There is this little thing at the back of my mind regarding 8TB volumes in the release notes of 1.3.5. (correction, that’s in the latest firmware for Pro, my mistake) I’d really like a DRI Tech to explain this. Is the 8TB limitation caused by the DRI’s experiences with the host OS or is Drobo unable to read/understand the FS bitmap beyond that?

Knowing this would really help in risk assessment for this configuration. I guess we can expect an answer between Xmass and the New Year – doubt DRI is operating today :).

Current DRI Support information is inconclusive as for 16TB Linux hosts.

I’m going to go with the 16TB setup for now. All the data is backed up and other than an inconvenience of having to take Drobo to the other location and waiting a week to repopulate, the scope for an epic fail is limited. The reason I’d like to stick with 16TB is to ensure smooth transition to 3TB disks (provided the Advanced Format will be supported – but I hope it will) which will create a 9TB volume. Clearly 8TB thin provision won’t cut it. I would rather use it as a single volume – the alternative (2TB LUNs + LVM + XFS) does allow for easy extension and it can be done would the 16TB setup not work. But then of course I could’ve bought any other 4-bay storage.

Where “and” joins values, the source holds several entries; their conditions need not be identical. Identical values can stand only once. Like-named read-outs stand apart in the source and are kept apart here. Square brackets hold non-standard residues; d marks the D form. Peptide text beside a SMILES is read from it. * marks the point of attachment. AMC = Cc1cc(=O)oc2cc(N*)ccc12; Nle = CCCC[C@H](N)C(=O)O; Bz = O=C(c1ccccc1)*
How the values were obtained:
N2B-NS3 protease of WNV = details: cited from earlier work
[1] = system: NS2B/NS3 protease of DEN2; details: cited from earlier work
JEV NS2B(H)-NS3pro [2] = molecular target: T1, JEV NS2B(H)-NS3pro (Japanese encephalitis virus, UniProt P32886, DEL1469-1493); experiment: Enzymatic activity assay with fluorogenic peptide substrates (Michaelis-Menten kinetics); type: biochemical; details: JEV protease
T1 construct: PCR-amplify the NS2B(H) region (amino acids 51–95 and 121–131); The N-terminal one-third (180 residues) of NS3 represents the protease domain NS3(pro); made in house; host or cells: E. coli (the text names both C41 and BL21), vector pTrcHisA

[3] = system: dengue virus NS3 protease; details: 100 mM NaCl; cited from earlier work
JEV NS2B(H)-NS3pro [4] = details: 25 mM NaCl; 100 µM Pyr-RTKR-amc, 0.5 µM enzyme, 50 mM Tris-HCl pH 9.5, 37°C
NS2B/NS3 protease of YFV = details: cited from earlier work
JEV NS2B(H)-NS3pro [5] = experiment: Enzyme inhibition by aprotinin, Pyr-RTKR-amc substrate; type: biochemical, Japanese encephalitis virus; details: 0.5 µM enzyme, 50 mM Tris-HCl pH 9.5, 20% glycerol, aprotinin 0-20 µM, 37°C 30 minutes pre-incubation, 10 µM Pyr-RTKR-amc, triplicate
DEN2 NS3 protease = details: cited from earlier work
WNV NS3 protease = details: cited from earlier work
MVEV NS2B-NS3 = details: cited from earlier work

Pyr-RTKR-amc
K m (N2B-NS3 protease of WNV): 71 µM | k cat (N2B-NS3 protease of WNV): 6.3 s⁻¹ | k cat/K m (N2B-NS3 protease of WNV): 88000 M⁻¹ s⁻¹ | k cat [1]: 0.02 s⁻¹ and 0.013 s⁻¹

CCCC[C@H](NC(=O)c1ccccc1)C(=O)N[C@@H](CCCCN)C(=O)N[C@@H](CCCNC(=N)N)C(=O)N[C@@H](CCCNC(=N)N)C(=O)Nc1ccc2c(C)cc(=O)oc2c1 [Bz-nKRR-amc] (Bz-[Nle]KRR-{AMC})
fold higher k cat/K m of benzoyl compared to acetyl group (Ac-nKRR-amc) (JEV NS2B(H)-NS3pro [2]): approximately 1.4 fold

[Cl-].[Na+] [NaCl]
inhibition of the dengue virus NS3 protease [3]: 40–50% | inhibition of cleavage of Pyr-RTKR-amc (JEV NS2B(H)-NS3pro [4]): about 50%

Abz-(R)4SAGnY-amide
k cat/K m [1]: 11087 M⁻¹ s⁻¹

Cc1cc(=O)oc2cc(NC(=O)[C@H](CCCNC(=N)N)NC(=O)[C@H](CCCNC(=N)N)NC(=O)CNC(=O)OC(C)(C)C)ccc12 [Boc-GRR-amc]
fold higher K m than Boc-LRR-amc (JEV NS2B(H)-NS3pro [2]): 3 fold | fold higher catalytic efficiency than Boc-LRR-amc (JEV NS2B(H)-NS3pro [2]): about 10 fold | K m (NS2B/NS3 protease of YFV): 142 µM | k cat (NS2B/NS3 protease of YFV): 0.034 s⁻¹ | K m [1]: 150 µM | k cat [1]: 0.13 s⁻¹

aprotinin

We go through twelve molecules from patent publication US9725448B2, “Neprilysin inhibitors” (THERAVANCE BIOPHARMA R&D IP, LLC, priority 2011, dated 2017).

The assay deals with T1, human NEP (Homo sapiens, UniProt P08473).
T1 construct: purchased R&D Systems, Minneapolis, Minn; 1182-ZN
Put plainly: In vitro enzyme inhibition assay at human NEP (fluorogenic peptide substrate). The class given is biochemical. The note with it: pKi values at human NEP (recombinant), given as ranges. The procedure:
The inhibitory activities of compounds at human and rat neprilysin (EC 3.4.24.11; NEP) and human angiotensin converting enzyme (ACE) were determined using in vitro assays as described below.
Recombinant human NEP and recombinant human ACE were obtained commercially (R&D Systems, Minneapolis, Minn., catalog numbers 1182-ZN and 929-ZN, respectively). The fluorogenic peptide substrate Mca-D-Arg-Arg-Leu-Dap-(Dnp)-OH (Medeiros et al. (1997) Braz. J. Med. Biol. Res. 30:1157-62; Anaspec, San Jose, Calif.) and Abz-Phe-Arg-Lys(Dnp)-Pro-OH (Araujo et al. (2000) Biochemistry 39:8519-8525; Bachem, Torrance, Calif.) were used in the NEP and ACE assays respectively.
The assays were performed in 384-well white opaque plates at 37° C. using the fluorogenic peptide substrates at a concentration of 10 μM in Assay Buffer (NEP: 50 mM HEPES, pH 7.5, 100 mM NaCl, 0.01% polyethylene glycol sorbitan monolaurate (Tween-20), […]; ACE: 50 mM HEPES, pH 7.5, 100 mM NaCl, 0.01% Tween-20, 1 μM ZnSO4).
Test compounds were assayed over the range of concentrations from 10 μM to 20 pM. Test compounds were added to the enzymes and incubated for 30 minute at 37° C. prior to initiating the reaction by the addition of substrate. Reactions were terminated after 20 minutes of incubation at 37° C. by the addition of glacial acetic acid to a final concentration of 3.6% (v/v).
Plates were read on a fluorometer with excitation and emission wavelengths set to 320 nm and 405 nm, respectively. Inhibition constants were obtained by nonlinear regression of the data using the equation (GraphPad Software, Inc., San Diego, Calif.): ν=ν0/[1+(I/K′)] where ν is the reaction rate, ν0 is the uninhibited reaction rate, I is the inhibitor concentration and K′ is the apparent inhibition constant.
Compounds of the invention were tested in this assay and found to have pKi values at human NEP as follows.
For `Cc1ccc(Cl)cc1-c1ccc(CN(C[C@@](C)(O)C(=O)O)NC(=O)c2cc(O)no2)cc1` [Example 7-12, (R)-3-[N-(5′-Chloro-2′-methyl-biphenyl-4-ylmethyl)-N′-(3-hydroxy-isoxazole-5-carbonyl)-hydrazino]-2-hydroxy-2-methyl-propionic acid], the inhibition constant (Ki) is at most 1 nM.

(I stumbled upon your thread while searching the forums for information on how to create a volume >2TB on my Drobo v2, so I could reproduce a working 1.3.1 disk pack, and try to replicate the disk pack header information from that working 1.3.1 disk pack to my currently-broken 1.3.5 disk pack, basically “downgrading” the disk pack, since the device, firmware and dashboard do not allow this.)